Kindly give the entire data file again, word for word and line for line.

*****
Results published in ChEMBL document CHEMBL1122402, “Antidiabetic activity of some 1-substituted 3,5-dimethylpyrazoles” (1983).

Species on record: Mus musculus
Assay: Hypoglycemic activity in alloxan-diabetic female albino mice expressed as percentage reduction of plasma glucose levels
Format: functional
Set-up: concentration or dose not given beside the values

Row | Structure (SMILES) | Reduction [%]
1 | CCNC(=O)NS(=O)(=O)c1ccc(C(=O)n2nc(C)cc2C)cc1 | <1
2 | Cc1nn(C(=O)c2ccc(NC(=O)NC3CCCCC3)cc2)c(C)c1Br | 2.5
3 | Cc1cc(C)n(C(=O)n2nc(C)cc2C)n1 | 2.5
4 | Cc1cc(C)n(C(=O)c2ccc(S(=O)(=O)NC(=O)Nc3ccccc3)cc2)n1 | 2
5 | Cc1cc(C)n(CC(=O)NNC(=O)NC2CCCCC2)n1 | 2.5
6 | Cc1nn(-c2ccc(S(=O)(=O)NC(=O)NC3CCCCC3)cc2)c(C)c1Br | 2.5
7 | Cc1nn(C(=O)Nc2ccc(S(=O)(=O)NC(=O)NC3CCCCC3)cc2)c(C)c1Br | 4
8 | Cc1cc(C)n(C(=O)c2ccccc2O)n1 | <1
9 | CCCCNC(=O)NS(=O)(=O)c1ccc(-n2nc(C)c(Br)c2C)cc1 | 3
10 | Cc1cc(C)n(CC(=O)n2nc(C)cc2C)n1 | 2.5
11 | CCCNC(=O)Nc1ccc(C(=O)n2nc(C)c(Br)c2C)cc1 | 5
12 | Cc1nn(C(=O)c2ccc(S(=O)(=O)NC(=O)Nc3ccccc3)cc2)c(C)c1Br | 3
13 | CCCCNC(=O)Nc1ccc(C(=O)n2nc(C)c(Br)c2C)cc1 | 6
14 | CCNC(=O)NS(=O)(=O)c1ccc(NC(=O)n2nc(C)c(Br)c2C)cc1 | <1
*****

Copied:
Results published in ChEMBL document CHEMBL1122402, “Antidiabetic activity of some 1-substituted 3,5-dimethylpyrazoles” (1983).

Species on record: Mus musculus
Assay: Hypoglycemic activity in alloxan-diabetic female albino mice expressed as percentage reduction of plasma glucose levels
Format: functional
Set-up: concentration or dose not given beside the values

Row | Structure (SMILES) | Reduction [%]
1 | CCNC(=O)NS(=O)(=O)c1ccc(C(=O)n2nc(C)cc2C)cc1 | <1
2 | Cc1nn(C(=O)c2ccc(NC(=O)NC3CCCCC3)cc2)c(C)c1Br | 2.5
3 | Cc1cc(C)n(C(=O)n2nc(C)cc2C)n1 | 2.5
4 | Cc1cc(C)n(C(=O)c2ccc(S(=O)(=O)NC(=O)Nc3ccccc3)cc2)n1 | 2
5 | Cc1cc(C)n(CC(=O)NNC(=O)NC2CCCCC2)n1 | 2.5
6 | Cc1nn(-c2ccc(S(=O)(=O)NC(=O)NC3CCCCC3)cc2)c(C)c1Br | 2.5
7 | Cc1nn(C(=O)Nc2ccc(S(=O)(=O)NC(=O)NC3CCCCC3)cc2)c(C)c1Br | 4
8 | Cc1cc(C)n(C(=O)c2ccccc2O)n1 | <1
9 | CCCCNC(=O)NS(=O)(=O)c1ccc(-n2nc(C)c(Br)c2C)cc1 | 3
10 | Cc1cc(C)n(CC(=O)n2nc(C)cc2C)n1 | 2.5
11 | CCCNC(=O)Nc1ccc(C(=O)n2nc(C)c(Br)c2C)cc1 | 5
12 | Cc1nn(C(=O)c2ccc(S(=O)(=O)NC(=O)Nc3ccccc3)cc2)c(C)c1Br | 3
13 | CCCCNC(=O)Nc1ccc(C(=O)n2nc(C)c(Br)c2C)cc1 | 6
14 | CCNC(=O)NS(=O)(=O)c1ccc(NC(=O)n2nc(C)c(Br)c2C)cc1 | <1